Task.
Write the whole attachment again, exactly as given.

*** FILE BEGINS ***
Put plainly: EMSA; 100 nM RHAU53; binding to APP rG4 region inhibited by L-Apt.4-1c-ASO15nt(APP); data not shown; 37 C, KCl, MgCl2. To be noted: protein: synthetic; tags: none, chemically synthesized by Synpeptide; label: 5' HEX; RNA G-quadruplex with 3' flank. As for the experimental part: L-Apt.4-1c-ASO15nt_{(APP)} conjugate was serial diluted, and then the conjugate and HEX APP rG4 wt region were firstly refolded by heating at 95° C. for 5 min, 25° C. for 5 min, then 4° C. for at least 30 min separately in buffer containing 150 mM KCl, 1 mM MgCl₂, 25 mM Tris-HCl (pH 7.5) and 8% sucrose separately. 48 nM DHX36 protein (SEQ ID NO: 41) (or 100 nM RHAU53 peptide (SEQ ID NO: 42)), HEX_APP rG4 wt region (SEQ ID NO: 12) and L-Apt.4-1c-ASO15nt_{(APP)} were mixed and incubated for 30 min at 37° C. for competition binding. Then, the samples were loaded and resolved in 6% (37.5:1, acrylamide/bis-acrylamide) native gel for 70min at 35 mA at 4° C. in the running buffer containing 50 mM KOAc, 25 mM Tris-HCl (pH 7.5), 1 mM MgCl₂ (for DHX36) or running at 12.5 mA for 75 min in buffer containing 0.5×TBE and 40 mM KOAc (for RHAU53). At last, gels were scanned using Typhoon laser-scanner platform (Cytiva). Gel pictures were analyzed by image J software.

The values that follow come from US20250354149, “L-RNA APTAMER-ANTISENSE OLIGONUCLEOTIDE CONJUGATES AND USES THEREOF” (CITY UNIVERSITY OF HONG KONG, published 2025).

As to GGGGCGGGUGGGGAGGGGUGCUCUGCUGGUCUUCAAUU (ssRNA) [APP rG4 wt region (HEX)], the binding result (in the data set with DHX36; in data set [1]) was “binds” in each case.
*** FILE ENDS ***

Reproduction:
Put plainly: EMSA; 100 nM RHAU53; binding to APP rG4 region inhibited by L-Apt.4-1c-ASO15nt(APP); data not shown; 37 C, KCl, MgCl2. To be noted: protein: synthetic; tags: none, chemically synthesized by Synpeptide; label: 5' HEX; RNA G-quadruplex with 3' flank. As for the experimental part: L-Apt.4-1c-ASO15nt_{(APP)} conjugate was serial diluted, and then the conjugate and HEX APP rG4 wt region were firstly refolded by heating at 95° C. for 5 min, 25° C. for 5 min, then 4° C. for at least 30 min separately in buffer containing 150 mM KCl, 1 mM MgCl₂, 25 mM Tris-HCl (pH 7.5) and 8% sucrose separately. 48 nM DHX36 protein (SEQ ID NO: 41) (or 100 nM RHAU53 peptide (SEQ ID NO: 42)), HEX_APP rG4 wt region (SEQ ID NO: 12) and L-Apt.4-1c-ASO15nt_{(APP)} were mixed and incubated for 30 min at 37° C. for competition binding. Then, the samples were loaded and resolved in 6% (37.5:1, acrylamide/bis-acrylamide) native gel for 70min at 35 mA at 4° C. in the running buffer containing 50 mM KOAc, 25 mM Tris-HCl (pH 7.5), 1 mM MgCl₂ (for DHX36) or running at 12.5 mA for 75 min in buffer containing 0.5×TBE and 40 mM KOAc (for RHAU53). At last, gels were scanned using Typhoon laser-scanner platform (Cytiva). Gel pictures were analyzed by image J software.

The values that follow come from US20250354149, “L-RNA APTAMER-ANTISENSE OLIGONUCLEOTIDE CONJUGATES AND USES THEREOF” (CITY UNIVERSITY OF HONG KONG, published 2025).

As to GGGGCGGGUGGGGAGGGGUGCUCUGCUGGUCUUCAAUU (ssRNA) [APP rG4 wt region (HEX)], the binding result (in the data set with DHX36; in data set [1]) was “binds” in each case.